Author and journalist Alan English talks to IrishRugby.ie about "Munster: Our Road to Glory", the book which tells the story of Munster's epic Heineken Cup journey, in the players' own words.
IrishRugby.ie: Firstly Alan, how did the project come about - was it your initial idea and was it difficult to get the Munster Branch's backing?
Alan English: Yes, it was an obvious follow-up to my first book, "Stand Up and Fight", but the problem was it was never going to be a runner unless Munster won the Heineken Cup. I had had a few approaches from publishers and I knew the kind of book I wanted to do. I knew it would require the co-operation of the squad so I approached the management after the semi-final and they agreed that we would do it whenever Munster won it, not before.
IR: The book world is full of bandwagoners so did you feel it was important that the players had the chance to put such a memorable season into their own words?
AE: Yes I had no interest in writing a book without the participation of the key people involved. It's their story, not mine, and they have lived this thing for a very long time. I saw my role as helping them to tell the story, acting as a link man, keeping it flowing and keeping it interesting. No guff, just honest memories.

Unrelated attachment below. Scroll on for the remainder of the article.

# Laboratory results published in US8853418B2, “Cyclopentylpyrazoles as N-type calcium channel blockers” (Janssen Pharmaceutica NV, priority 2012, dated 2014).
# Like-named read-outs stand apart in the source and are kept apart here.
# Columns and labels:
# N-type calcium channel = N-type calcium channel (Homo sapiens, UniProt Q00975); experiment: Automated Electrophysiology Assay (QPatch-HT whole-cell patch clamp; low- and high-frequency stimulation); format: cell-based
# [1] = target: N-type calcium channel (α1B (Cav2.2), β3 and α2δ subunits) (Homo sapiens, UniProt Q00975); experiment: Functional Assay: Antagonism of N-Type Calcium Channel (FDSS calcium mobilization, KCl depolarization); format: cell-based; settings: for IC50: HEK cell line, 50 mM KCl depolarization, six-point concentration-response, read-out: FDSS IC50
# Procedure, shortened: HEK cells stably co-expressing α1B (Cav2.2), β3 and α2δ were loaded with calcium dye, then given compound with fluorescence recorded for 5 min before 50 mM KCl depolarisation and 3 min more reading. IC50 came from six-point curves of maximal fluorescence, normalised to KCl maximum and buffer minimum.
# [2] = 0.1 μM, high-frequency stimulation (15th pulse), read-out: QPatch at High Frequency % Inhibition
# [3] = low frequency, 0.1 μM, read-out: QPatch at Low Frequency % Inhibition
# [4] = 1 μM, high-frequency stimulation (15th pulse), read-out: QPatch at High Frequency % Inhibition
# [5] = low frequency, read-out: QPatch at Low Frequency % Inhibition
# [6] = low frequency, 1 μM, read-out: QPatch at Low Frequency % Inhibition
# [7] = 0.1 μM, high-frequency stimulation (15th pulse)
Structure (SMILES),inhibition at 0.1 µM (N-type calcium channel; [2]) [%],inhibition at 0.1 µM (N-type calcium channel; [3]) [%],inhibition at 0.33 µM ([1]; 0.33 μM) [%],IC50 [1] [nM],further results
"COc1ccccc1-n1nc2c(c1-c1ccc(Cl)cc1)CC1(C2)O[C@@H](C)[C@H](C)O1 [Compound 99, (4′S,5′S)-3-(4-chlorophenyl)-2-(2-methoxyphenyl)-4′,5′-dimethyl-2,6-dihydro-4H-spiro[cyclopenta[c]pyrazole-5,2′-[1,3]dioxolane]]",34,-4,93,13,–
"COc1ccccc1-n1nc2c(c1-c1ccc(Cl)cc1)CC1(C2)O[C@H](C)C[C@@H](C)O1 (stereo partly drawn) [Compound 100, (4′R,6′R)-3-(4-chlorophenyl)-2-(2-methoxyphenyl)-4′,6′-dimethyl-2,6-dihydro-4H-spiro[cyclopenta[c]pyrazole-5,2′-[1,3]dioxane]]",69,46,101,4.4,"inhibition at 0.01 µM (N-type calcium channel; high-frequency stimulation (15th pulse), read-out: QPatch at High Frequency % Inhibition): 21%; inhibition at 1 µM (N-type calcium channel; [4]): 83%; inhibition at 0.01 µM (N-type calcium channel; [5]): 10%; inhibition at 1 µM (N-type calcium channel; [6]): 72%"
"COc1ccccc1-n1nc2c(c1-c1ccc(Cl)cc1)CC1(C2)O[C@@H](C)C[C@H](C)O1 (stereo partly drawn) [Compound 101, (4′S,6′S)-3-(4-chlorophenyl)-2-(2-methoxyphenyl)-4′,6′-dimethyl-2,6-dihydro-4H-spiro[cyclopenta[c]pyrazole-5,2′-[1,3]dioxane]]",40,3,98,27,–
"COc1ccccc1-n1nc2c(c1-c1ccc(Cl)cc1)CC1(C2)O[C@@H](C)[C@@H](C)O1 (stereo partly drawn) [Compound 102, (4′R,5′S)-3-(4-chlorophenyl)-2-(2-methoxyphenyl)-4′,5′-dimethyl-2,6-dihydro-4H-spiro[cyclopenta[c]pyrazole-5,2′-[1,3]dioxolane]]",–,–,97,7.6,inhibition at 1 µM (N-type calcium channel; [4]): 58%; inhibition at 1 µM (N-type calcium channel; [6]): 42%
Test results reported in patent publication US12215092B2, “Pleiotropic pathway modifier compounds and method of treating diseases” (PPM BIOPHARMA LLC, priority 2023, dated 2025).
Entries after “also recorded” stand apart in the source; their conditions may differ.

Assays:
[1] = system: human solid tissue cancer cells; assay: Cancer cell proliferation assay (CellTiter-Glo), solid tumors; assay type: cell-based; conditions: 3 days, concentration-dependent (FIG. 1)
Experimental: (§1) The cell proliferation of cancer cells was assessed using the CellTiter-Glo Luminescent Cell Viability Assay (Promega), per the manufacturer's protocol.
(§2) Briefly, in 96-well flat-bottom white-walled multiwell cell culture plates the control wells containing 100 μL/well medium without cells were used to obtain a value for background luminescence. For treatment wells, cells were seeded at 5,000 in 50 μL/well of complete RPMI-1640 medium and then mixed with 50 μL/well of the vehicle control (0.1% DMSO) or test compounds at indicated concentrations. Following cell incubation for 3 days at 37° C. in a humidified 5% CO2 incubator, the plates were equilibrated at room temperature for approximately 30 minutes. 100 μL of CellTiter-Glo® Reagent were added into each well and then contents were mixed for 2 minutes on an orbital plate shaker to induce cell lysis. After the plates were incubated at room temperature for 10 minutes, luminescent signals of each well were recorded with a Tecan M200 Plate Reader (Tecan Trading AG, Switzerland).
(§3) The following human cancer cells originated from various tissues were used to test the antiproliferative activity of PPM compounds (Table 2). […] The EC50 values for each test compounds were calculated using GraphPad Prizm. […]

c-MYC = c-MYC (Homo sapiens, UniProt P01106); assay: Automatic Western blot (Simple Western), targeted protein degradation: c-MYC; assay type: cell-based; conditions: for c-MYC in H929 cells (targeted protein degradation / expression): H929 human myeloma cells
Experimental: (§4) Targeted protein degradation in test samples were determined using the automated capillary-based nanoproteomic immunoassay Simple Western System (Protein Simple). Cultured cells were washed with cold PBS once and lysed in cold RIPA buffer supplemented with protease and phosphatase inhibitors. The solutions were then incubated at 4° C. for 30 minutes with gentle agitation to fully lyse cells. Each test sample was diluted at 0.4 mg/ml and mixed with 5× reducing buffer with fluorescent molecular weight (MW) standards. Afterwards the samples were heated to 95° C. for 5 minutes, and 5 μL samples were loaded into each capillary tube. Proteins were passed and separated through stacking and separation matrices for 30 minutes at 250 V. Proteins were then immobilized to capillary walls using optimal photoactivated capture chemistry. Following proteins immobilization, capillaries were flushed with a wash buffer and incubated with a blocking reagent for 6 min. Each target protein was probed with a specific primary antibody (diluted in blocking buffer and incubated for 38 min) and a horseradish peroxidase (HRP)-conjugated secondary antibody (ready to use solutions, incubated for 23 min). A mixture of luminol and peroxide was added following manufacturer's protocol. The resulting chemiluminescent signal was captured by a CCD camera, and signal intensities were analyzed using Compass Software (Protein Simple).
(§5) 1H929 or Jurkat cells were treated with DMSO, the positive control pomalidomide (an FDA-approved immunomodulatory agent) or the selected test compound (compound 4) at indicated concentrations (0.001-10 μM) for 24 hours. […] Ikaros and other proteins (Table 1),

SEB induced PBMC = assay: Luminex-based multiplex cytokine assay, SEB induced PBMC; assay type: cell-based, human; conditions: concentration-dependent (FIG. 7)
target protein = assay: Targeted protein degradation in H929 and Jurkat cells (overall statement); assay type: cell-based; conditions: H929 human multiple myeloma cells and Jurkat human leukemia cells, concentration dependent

IR: What were the players' reactions to you coming in and rehashing their memories of the past season and the previous years? Some good, some bad?
AE: I had no problem whatsoever with them. Quite the opposite. I was able to prepare thoroughly for the key players, going in with forty or fifty questions. At the outset, I addressed the squad just before their homecoming parade in Cork and I told them Penguin were committed to producing a book of the highest quality, and that if it was going to be a book worthy of a great team, they had to front up and be as honest as possible. They were great.
IR: You must know the Munster set-up pretty well now - any deep, dark secrets down Thomond Park way?
AE: Actually, I wouldn't say I know the set-up particularly well, no more than most people with an interest. I'm not a rugby journalist - I just happen to have written a couple of books about Munster Rugby, almost by accident really.
IR: What was the most enjoyable aspect of putting the book together? And the worst?
AE: The most enjoyable was when players really engaged; very occasionally in interviews people are brave enough to explore things they haven't really thought about before. The best responses are often the ones where people are not sure where they are going with an answer.